👩‍💻 chrismanbrown.gitlab.io


how and why i use vimwiki for keeping notes and tracking tasks



  1. Introduction
  2. Motivation
  3. Installing
  4. Configuring
  5. Syntax
  6. Cheatsheet
  7. Tasks
  8. Searching and References
  9. Methodology
  10. Diary
    1. Daily Log
    2. Weekly Review
  11. Conclusion


I recently started a new chapter in my work life and have decided that this is an opportune time to recommit to using vimwiki to keep track of tasks and notes. I’ve messed around with it in the past, but it didn’t really stick. But I think I now have both the setup and the understanding of the tool to stick with it this time.


I’m a big note-taker.

I maintain several different blogs mainly just as places to house my personal note-taking on niche subjects. I maintain a personal knowledge base of notes and bookmarks and references. I have +16k words of notes for my D&D campaign alone. Etc. You get the picture.

The one place, for some reason, that I haven’t been as obsessive with note-taking is at work. Don’t get me wrong, I take meeting notes and one-on-one notes, and I share summaries via email after meetings. That kind of stuff, I’m good.

But I haven’t been able to keep up any kind of reflective journaling at work, which is one of the main ways that I learn and grow. And I haven’t really successfully used any kind of todo list or task management system outside of jira or whatever we happen to be using to track individual pieces of work for a project.

I’d like something a little more holistic and a little more personal.


I use the Plug plugin manager, so I added the following line to my list of plugins:

Plug 'vimwiki/vimwiki'

…and then run :PlugInstall.


This is the vimwiki configuration in my vimrc.

"" vimwiki {{{2
let g:vimwiki_global_ext = 0
let g:vimwiki_listsyms = '✗○◐●✓'

" knowledge = my personal knowledge wiki
let wiki1 = {}
let wiki1.name = 'knowledge'
let wiki1.path = '~/knowledge'
let wiki1.auto_toc = 1
let wiki1.syntax = 'markdown'
let wiki1.ext = '.md'
let wiki1.index = 'Home'

" work wiki
let wiki2 = {}
let wiki2.name = 'work'
let wiki2.path = '~/vimwiki'
let wiki2.auto_toc = 1

let g:vimwiki_list = [ wiki1, wiki2 ]

I have two wikis. My aforementioned personal knowledge database, and my new work wiki.

vimwiki provides tools for managing multiple wikis effectively, such as a <Leader>ws command to open a wiki selection UI, and more.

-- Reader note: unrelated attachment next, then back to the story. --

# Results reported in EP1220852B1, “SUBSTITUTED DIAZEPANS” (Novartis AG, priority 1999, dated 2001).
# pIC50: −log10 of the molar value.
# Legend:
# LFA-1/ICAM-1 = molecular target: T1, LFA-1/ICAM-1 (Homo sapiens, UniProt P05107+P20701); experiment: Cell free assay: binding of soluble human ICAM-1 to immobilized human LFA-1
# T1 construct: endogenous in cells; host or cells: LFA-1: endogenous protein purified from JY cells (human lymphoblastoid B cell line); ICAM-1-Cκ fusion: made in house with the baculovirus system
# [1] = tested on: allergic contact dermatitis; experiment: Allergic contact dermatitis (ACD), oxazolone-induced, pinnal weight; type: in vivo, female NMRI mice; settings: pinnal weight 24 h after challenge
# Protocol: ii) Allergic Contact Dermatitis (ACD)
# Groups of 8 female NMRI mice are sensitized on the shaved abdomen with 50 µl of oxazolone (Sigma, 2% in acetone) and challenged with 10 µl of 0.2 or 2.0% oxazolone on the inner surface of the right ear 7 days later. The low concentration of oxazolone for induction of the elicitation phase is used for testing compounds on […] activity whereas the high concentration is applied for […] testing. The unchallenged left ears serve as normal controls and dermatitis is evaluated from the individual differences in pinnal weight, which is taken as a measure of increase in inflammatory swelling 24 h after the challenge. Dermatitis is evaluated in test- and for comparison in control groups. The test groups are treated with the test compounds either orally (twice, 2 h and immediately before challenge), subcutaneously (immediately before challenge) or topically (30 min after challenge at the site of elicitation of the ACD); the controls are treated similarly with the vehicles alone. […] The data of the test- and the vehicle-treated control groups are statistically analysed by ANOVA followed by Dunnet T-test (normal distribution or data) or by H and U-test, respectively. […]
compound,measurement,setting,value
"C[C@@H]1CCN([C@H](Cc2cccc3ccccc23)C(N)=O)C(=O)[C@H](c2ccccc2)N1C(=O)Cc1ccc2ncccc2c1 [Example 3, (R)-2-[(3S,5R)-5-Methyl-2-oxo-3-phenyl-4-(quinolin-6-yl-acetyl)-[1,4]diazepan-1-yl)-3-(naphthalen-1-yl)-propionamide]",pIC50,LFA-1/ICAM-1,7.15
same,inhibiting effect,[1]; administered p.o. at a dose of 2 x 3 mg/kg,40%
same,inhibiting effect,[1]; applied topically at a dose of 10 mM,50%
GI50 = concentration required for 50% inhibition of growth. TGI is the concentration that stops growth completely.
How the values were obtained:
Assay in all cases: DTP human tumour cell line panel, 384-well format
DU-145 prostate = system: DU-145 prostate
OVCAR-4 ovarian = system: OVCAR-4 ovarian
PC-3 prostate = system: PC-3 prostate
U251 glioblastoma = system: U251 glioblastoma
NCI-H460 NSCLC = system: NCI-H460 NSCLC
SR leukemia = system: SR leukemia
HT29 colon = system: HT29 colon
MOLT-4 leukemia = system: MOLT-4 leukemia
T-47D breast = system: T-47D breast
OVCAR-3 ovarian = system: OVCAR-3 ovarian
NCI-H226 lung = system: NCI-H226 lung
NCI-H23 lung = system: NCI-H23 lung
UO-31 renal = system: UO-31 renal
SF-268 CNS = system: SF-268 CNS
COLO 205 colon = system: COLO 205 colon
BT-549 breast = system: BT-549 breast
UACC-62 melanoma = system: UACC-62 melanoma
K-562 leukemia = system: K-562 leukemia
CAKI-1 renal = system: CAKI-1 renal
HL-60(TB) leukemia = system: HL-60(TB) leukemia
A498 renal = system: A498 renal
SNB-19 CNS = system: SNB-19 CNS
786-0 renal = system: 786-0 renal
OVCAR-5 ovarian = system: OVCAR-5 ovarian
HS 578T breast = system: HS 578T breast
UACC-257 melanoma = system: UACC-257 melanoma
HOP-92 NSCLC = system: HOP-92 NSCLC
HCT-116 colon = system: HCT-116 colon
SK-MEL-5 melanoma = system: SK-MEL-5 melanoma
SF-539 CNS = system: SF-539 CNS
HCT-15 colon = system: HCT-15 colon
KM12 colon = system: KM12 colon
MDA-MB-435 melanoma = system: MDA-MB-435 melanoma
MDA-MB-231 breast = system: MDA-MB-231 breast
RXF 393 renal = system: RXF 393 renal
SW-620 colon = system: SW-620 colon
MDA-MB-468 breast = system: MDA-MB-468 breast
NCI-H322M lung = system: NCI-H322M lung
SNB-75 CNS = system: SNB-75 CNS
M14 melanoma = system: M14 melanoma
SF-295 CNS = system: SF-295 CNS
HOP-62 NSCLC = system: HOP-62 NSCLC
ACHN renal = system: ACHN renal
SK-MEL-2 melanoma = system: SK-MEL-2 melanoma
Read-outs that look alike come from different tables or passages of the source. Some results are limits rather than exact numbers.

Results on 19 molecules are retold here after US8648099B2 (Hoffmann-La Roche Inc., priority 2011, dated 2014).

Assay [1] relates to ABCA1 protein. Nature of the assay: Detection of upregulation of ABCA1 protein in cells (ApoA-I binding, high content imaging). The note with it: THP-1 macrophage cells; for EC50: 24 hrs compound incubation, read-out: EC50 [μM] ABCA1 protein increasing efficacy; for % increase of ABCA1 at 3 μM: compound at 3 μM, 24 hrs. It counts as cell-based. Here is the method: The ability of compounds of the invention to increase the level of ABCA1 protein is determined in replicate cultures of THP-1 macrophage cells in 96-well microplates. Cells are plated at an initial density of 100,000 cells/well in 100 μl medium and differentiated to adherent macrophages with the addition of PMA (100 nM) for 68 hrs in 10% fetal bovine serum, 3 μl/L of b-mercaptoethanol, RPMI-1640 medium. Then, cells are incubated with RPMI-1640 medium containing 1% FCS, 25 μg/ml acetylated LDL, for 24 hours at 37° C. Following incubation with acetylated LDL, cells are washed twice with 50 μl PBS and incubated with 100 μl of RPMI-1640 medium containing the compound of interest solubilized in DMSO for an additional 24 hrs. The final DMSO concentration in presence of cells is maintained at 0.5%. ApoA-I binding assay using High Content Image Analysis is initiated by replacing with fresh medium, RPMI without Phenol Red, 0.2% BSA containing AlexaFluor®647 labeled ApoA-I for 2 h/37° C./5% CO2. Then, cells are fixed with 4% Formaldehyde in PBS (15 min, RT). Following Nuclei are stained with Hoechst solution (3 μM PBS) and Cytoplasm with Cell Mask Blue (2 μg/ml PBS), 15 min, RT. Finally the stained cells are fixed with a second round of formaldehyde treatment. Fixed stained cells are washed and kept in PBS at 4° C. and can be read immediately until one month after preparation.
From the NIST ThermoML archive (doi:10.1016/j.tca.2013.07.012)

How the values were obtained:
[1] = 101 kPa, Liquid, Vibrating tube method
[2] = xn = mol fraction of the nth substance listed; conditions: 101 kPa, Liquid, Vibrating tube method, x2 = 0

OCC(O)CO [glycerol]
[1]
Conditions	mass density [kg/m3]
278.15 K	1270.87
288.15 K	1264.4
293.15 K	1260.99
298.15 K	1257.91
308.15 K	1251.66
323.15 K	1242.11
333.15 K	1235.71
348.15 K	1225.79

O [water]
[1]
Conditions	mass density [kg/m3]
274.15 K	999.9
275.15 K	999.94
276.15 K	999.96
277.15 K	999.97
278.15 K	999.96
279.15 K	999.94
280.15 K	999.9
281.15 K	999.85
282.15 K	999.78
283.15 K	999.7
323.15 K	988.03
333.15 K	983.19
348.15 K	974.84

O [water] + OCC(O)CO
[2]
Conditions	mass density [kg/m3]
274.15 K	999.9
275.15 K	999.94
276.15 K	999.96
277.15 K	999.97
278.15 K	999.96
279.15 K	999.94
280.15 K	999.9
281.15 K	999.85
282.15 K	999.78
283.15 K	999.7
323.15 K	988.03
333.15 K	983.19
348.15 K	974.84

This is probably the best place for me to address what is probably the biggest downside to vimwiki, and it’s a kind of minor one at that.

It has its own markup syntax.

It’s markdown-ish, but headers, links, and bold and italics, among other things, are different.

You can set it up to work with markdown, as you can see I did with wiki1 above. But markdown support is incomplete: you can’t export to HTML if your wiki is in markdown.1

When I first tried using vimwiki, I already had an extensive collection of markdown files in my knowledge base, and I was tacking vimwiki on top of it to test drive it. At the time, I didn’t feel like it brought that much to the table, so I stopped using it.

For my new work wiki, I decided to embrace the defaults and use the vimwiki syntax and the default .wiki filetype.

It’s not even an issue really. I don’t use emphasis in my own notes if I’m not writing for the web. I can’t even tell you what the syntax is for italics, bold, etc. Headers look like == this == and are not annoying at all. There’s a keyboard shortcut for increasing and decreasing header level, so you don’t even have to type out the syntax if you don’t want to. Same for linking, which makes sense because that’s one of the primary features of a wiki: you just press Enter on a word and it either creates a new link or follows an existing link. You rarely have to type out the syntax. (It looks like [[this]].)

So yeah, the syntax is not markdown. But it hardly matters to me in practice. The syntax really seems to just get out of the way and allow me to type. Probably more so that markdown does, honestly.


Here’s a quick cheatsheet

Opening your wiki:


Linking and navigating:


Tracking tasks is one of the main things I use vimwiki for, but it works so well that there’s not really much to say about it.

You just make a list item

And then you can C-space on it to mark it as complete or incomplete.

If tasks are nested, then completing child tasks progressively marks the parent task as more and more complete, which I think is neat. So you get feedback on when a parent task is one-quarter, half, or three-quarters complete.